An Analysis of Global Marketing Strategy for the Malaysian Wooden Furniture Industry
Yeap, Teik Bu (1999) An Analysis of Global Marketing Strategy for the Malaysian Wooden Furniture Industry. Masters thesis, Universiti Putra Malaysia.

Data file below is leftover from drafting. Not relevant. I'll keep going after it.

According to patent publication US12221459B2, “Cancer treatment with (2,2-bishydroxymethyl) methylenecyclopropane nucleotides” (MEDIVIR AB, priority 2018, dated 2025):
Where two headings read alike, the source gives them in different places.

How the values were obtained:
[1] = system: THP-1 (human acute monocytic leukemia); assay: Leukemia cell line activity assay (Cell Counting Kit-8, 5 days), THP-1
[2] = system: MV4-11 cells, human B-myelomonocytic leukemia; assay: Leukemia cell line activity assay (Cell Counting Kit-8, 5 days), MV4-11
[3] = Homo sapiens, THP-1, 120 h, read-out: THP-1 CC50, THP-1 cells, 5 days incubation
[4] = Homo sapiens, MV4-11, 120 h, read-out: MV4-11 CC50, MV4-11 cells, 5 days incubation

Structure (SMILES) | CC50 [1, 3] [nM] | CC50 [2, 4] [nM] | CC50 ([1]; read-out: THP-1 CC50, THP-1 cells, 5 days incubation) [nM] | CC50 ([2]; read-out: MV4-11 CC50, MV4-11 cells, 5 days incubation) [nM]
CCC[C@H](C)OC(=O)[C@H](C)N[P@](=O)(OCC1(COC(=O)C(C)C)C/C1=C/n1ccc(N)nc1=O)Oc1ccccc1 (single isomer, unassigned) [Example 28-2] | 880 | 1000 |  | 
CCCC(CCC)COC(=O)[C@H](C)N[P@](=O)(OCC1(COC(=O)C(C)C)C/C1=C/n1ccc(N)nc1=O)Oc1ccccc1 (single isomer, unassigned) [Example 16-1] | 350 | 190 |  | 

The wooden furniture industry has shown a remarkable achievement over the last decade, especially its export performances. This industry like other natural evolving clusters is characterised by small-and-medium-scale industries (SMIs), labour intensive and less specialise production technology. The turning point of the industry began with the launching of the first Industrial Master Plan (1986-1995) (IMP), whereby the government provided consistent and user-friendly policy measures to allow healthy competition among the manufacturers and entrepreneurship development. The influx of foreign investments spurred the technology transfer process in the furniture industry by introducing the private subcontracting system which is a global marketing strategy especially the Original Equipment Manufacturing (OEM), to local entrepreneurs. The resource advantage and cheap unskilled labour allowed local entrepreneurs to have sufficient time to nurture and to penetrate new markets.New opportunities and threats to the industry were unveiled when the Second Industrial Master Plan underwent a revision in its objectives owing to the changes of the internal and external factors of the industry. Malaysia has already placed a firm economic foundation by establishing intra- and inter-linkages, which to a certain extent provides better opportunities to adopt other global marketing strategies. These strategies may even ensure a more sustainable growth to the industry and is able to reap a price premium. On the other hand, the Malaysian wooden furniture industry needs to deal with more uncertainties as its close rivals; Thailand, Indonesia and China, as well as other emerging economies such as Latin America, and East European countries, acquire similar marketing strategy. The formation of the regional groupings such as the European Union and North American Free Trade Agreement provide more uncertainties in the world economy. The objectives of the study are derived from feedbacks of the manufacturers' point of view and the issues they put forwarded: a) to analyse factors contributing to their global marketing strategy; and b) to examine the factors leading to different global marketing strategies adopted in the wooden furniture industry. A comprehensive literature review highlighting a firm's decision maker in exporting, the choice of competition on global marketing strategies, value chain concept, as well as the Industrial Master Plan (1996-2005) have assisted the formulation of the hypotheses. Hypothesis One proposes that the firm's decision on a global marketing strategy for wooden furniture industry is influenced by the external and internal factors. The external factors include the government's domestic incentives and the risk factors. The internal factors are the competitiveness of the domestic and foreign rivals, the decision maker's previous experiences and decision maker's attitude or expectation towards exporting. Meanwhile, Hypothesis Two suggests that size of the firm's, the firm's experiences in exporting, the decision maker's attitude, current global marketing strategy and the firms establishment can affect the firm's choice in global marketing strategy. Through factors analysis, the findings confirm the government's primary incentives, political environment risk factor, business risk factors, pioneer status, firm's competitiveness over domestic rivals, firm' s competitiveness over foreign rivals and the decision maker's expectation of exporting are the key factors explaining 79.7 percent of the hypothesis. Firm's characteristics and the decision maker's attitude towards exports are significant to Hypothesis Two. The findings draw the attention to the manufacturers as well as the policy makers that customers value and Porter's five-competitive forces of entries model are important factors to consider in formulating both a business strategy and the government policies. The policies that will bring about a strategy shift include research and development, human resources development (HRD), marketing and information gathering, infrastructure, financial assistant and raw material procurement.
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